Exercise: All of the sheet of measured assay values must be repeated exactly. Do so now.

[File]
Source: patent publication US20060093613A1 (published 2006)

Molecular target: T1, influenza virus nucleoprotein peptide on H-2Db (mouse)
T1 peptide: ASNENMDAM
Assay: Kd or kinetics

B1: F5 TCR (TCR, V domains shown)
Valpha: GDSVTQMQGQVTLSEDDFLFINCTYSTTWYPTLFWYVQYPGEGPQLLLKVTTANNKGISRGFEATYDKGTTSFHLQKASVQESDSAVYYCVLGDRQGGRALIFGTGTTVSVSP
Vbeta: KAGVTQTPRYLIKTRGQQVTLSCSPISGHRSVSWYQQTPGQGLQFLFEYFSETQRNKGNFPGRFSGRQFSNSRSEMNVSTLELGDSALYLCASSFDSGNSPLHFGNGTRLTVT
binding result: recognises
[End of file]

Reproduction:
Source: patent publication US20060093613A1 (published 2006)

Molecular target: T1, influenza virus nucleoprotein peptide on H-2Db (mouse)
T1 peptide: ASNENMDAM
Assay: Kd or kinetics

B1: F5 TCR (TCR, V domains shown)
Valpha: GDSVTQMQGQVTLSEDDFLFINCTYSTTWYPTLFWYVQYPGEGPQLLLKVTTANNKGISRGFEATYDKGTTSFHLQKASVQESDSAVYYCVLGDRQGGRALIFGTGTTVSVSP
Vbeta: KAGVTQTPRYLIKTRGQQVTLSCSPISGHRSVSWYQQTPGQGLQFLFEYFSETQRNKGNFPGRFSGRQFSNSRSEMNVSTLELGDSALYLCASSFDSGNSPLHFGNGTRLTVT
binding result: recognises